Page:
Jason Day takes second-round Masters lead

April 12, 2013 at 8:00 PM
share with facebook
share with twitter
3 of 28
| License Photo

AUGUSTA, Ga., April 12 (UPI) -- Jason Day emerged from an afternoon of golfing misfortune Friday, including a very bad break suffered by Tiger Woods, to take a one-shot lead at the Masters.

One by one, with Dustin Johnson chief among them, players made a bid to take charge at the first major championship of the year only to run afoul of the winds that gusted around the treacherous back nine of the Augusta National Golf Club.

Day was one of many who had a major stumble, hitting his tee shot into the water at the famous par-3 12th. He salvaged a bogey on that hole, however, and eventually shot a 4-under 68 that put him alone at the top with a 36-hole total of 6-under 138.

Day came close to winning this tournament two years ago and is trying to become the first Australian in the event's 77-year history to receive the green jacket that goes to the Masters winner.

Another Australian, first-round co-leader Marc Leishman, shared second place at 139 following a round of 73. He was tied with 53-year-old Fred Couples, trying to make golfing history by becoming the oldest player to win a major title.

Couples played early in the day and ground his way to a 71 before the afternoon winds became a factor by moving in on the heels of overnight rains.

Tied for third 140 were Brandt Snedeker, Jim Furyk and Angel Cabrera, who birdied five of the last six holes to shoot a 68. Cabrera has won 29 tournaments around the world, but has only two victories in the United States. Both of those have been major titles, the 2007 U.S. Open and the 2009 Masters.

Woods was part of the large group at 141 in a tie for seventh place and was joined at that figure by Adam Scott, Lee Westwood, Jason Dufner, Justin Rose, K.J. Choi and David Lynn.

Woods was part of a four-way tie for the lead when he came to the par-5 15th, normally a birdie hole but playing directly into the wind on Friday.

After a poor drive Woods laid up short of the pond that sits in front of the green. He hit his third shot just the way he wanted and quickly shielded his eyes from the setting sun to see the result.

"I thought it was good," he said.

Had the ball landed 2 inches either right or left, it would have likely spun to a stop and left him with a short birdie putt. Instead, it slammed into the base of the flagstick and bounced back into the water.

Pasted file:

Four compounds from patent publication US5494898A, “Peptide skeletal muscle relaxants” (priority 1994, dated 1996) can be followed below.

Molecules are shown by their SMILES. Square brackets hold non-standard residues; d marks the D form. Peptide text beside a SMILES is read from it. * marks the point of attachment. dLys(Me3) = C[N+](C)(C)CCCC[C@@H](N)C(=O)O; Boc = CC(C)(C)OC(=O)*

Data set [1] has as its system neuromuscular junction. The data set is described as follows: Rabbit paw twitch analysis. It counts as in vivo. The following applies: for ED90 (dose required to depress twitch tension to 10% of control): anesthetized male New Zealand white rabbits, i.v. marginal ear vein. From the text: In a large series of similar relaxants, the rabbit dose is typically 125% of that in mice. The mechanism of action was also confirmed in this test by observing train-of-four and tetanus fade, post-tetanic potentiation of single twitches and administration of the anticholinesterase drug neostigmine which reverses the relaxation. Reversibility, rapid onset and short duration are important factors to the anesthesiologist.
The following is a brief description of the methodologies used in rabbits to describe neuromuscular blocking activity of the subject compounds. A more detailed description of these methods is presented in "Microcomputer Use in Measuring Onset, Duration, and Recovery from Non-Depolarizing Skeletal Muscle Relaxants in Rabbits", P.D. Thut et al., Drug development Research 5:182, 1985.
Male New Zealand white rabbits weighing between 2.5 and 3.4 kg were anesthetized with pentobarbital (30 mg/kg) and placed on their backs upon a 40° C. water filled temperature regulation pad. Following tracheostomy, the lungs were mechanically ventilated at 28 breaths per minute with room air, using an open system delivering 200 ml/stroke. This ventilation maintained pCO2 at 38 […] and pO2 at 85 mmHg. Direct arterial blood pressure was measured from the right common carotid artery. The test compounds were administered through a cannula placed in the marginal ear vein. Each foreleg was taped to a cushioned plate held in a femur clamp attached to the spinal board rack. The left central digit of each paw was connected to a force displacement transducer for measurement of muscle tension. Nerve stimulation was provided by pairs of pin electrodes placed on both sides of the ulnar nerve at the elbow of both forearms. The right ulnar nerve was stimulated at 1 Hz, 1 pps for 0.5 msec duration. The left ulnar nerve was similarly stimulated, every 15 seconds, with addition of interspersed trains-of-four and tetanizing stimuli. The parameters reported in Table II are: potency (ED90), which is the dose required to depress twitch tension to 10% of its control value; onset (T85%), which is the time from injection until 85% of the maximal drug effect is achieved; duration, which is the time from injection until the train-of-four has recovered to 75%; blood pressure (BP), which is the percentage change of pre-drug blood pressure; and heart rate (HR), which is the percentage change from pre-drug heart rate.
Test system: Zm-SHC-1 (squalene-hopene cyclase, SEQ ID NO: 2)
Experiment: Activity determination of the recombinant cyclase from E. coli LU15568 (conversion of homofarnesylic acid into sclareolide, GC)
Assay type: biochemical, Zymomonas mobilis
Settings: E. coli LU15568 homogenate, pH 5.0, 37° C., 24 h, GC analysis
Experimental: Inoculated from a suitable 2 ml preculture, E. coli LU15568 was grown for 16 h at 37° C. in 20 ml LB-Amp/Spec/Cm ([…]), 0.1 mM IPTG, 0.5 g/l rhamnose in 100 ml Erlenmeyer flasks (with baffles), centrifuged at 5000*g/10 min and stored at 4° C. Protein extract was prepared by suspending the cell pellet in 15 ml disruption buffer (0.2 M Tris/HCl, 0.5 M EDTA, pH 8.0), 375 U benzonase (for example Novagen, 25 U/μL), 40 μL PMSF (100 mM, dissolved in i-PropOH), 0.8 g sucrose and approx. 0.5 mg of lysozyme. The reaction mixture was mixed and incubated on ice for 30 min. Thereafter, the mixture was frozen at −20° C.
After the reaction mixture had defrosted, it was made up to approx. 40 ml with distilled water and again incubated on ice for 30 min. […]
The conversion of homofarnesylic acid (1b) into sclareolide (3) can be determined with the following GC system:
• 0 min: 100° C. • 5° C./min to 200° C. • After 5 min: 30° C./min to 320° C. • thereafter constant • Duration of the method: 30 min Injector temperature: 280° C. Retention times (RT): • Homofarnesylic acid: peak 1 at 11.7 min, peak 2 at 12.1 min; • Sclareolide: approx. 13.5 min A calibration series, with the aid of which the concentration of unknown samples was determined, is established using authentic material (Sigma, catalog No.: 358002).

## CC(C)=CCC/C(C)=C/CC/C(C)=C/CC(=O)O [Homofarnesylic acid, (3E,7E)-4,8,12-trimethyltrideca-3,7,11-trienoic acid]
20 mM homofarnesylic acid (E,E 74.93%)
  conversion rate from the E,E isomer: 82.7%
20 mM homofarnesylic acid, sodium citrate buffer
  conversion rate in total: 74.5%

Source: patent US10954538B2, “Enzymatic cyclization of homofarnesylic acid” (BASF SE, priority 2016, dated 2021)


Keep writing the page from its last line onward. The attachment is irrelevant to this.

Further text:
Woods managed to make a bogey on the hole, but he also bogeyed the 18th and shot a 71. It was one of many tales of woe endured by some of the top names in the game.

Johnson had a two-shot lead when he came to the 15th, but he also hit his third shot in the water, made a double bogey and wound up playing the final four holes in 5-over to shoot a 76 for a 143 total.

Furyk suffered a double bogey at the 15th as well to drop out of a tie for the top spot, Scott made three straight bogeys on the front nine that robbed him of momentum and Matt Kuchar saw a promising start fall apart en route to a 76 that left him at 143.

Guan Tianling, the youngest competitor in Masters history at age 14, suffered a different kind of disappointment -- receiving a one-shot penalty for slow play. He told rules officials the swirling wind made it difficult for him to decide what clubs to hit, but he was warned at the 13th hole that he was taking too much time to hit the ball and was eventually assessed a penalty at the 17th.

Guan made the cut, however, by finishing within 10 shots of the leader at 4-over 148. Defending champion Bubba Watson also wound up at 148 and will play on the weekend.

Rory McIlroy, ranked second in the world behind Woods, came to life on the back nine and his 70 left him at 2-under 142. He shared that number with first-round co-leader Sergio Garcia and 55-year-old Bernhard Langer, a two-time winner of the Masters.

Related UPI Stories
Masters: Round 2
1 of 19
Fred Couples waits to putt on the 2nd green during the second round of the Masters at Augusta National on April 12, 2013 in Augusta, Georgia. UPI/Kevin Dietsch
| License Photo
Trending Stories